Forty-nine years ago next month, Dave Stockton walked off the 18th green at Braemar Golf Course after finishing third in the Minnesota Golf Classic and addressed some of the groans that the tournament’s future was in jeopardy.
“I only hope they realize how fortunate they are to have something here like this,” he said.
Nearly five decades later, the PGA Tour is finally back.
Rumor became reality Monday at TPC Twin Cities in Blaine when 3M and the PGA Tour officially announced the 3M Open will be part of the 2019 FedEx Cup schedule.
It’s a seven-year agreement, with a purse starting at $6.6 million and increasing each year through the contract.
No dates for the event have been announced; the PGA Tour will release its full schedule July 10. A strong possibility is the holiday week of July 1-7 in 2019, moving into the slot occupied by the Greenbrier in West Virginia, which is switching to a fall tournament.
Hollis Cavner, whose Pro Links Sports operates three events on tour, would only say Minnesota’s new tournament will be held in June or July, and it was a date he wanted.
“This isn’t just big for 3M or for Anoka County, this is big for Minnesota,” said Cavner, who first bid for a Minnesota PGA Tour event eight years ago. “This place deserves it.”
The announcement marks the end of a PGA Tour Champions presence in Minnesota. The 3M Championship will hold its 26th — and final — 54-hole, 50-and-over event August 3-5 in Blaine.
Cavner said it was “time to move to the next level,” adding a PGA Tour event is about triple the size in terms of planning, infrastructure and impact.
“People are going to be amazed,” he said.
But what about the course? When the Champions Tour comes to town, super wide fairways, low rough and accessible pin placements make it an annual fan-friendly birdie-fest.
Since 2001, when the 3M Championship moved from Bunker Hills in Coon Rapids to TPC Twin Cities, the final winning score reached 15 under or lower 12 of 17 times. The winner has finished 18 under or lower each of the past six years.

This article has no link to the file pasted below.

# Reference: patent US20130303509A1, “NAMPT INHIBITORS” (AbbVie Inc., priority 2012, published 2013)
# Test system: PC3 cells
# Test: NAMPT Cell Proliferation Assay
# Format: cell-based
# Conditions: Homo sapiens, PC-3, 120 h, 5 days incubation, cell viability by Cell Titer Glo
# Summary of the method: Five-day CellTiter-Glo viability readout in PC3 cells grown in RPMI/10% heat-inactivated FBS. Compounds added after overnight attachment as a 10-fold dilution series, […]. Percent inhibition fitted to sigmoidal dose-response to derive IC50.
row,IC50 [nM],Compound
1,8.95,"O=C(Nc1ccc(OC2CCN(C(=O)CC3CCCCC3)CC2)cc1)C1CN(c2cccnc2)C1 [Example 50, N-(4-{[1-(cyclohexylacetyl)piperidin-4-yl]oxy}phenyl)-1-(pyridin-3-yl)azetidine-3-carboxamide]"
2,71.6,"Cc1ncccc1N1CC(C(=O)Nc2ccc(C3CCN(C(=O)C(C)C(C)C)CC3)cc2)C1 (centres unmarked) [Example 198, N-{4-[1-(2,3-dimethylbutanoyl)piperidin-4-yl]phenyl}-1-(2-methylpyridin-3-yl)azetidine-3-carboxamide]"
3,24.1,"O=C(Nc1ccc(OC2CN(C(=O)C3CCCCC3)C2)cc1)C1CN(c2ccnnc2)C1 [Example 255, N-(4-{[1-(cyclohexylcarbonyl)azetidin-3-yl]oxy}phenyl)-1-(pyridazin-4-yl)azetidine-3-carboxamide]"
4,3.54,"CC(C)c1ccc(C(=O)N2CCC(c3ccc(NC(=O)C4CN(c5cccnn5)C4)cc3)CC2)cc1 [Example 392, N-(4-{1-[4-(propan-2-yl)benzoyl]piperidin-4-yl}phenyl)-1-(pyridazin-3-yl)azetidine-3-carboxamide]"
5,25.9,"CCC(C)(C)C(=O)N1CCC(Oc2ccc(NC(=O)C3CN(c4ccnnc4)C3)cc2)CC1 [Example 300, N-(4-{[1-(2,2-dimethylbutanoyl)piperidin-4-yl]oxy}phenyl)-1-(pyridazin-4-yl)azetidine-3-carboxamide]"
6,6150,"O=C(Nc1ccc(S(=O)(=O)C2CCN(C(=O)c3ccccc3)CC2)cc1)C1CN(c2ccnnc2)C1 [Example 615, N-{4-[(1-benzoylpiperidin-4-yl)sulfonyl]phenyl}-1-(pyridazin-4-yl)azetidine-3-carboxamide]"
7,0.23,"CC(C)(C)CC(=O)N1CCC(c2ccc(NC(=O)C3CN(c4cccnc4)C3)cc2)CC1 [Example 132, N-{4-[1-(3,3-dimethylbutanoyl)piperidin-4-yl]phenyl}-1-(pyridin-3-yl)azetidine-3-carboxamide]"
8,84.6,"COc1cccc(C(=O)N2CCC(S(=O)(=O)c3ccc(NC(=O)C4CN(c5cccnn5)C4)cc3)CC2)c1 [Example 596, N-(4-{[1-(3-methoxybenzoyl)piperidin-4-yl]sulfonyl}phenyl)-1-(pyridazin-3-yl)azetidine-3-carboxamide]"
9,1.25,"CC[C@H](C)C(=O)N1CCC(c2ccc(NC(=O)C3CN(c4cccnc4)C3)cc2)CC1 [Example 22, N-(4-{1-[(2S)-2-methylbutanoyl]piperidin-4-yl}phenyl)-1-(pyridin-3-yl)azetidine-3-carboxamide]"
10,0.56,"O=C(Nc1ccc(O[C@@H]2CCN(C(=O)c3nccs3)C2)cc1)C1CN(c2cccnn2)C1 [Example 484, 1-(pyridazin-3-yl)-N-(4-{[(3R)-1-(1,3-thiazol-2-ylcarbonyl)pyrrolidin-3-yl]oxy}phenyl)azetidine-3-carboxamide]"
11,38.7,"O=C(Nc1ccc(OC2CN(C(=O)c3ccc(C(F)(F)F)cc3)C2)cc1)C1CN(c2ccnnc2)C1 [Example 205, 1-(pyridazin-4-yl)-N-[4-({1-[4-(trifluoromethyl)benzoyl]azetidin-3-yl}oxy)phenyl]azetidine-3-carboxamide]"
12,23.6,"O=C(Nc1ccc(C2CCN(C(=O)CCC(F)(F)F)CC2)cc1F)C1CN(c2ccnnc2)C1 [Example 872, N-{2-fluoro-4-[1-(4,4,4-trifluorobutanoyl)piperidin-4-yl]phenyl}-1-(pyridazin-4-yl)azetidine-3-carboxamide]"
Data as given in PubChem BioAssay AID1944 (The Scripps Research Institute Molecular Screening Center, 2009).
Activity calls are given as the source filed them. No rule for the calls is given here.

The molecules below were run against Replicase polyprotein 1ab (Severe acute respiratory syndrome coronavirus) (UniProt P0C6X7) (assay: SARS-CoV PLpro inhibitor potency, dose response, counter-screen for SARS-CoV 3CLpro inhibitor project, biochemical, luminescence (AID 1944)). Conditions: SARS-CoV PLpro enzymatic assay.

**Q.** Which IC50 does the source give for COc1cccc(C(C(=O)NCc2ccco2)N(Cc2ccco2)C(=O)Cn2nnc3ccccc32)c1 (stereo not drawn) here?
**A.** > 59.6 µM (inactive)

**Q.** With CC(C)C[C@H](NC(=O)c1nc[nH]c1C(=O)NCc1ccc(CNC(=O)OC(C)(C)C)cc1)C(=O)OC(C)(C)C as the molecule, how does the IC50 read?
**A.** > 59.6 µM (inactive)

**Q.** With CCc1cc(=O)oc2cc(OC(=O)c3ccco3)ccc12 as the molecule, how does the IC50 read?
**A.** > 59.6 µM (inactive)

To compare, eight of 25 full-field events so far this season on the PGA Tour have finished with a winning score of 18 under or lower for 72 holes.
“Right now, the way [the course] is set up everybody in the field can shoot a low score,” said Minnesota native Tom Lehman, a five-time PGA Tour winner who co-designed TPC Twin Cities with the late Arnold Palmer. “The course doesn’t separate the field at all. And that’s not really PGA Tour-caliber strategy. You want to make guys earn it and separate those who are playing well and those who are playing poorly.”
Within the past few days, Lehman accepted Cavner’s request to work with the PGA Tour to massage the course into shape.
The process includes adding about 500 yards of length, narrowing the fairways and expanding some bunkers. Work will start at end of the summer, after the 3M Championship, and completed gradually.
“I’d make it a tough driving course,” Lehman said. “The easiest way to do that is to firm it up, narrow it up and grow some rough.”
Cavner spent part of last week in New York at the U.S. Open, where he said news of the PGA Tour coming to Minnesota had trickled into the players’ locker room.
While not an official recruiting trip, Cavner reported positive reactions from inside.
“A lot of them saw the large crowds, the positive crowds at the Ryder Cup; guys remember that,” Cavner said.
Cavner acknowledged it will be difficult to attract the tour’s top tier at first. But Tiger Woods played in Cavner’s events in Tampa and Charlotte this season and “you can bet we’ll be going after him.”
The 3M Open will not include free admission, which the 3M Championship has offered for several years. Instead, Cavner said, tickets are expected to be somewhere between $25-$65. Also announced Monday was a new 3M Open Fund benefiting local charities. All proceeds from the event will go to the fund.
“The tour doesn’t want to go anywhere it’s not going to be successful,” Cavner said. “Seeing what’s happened here in the past was a big, big checkmark for us.”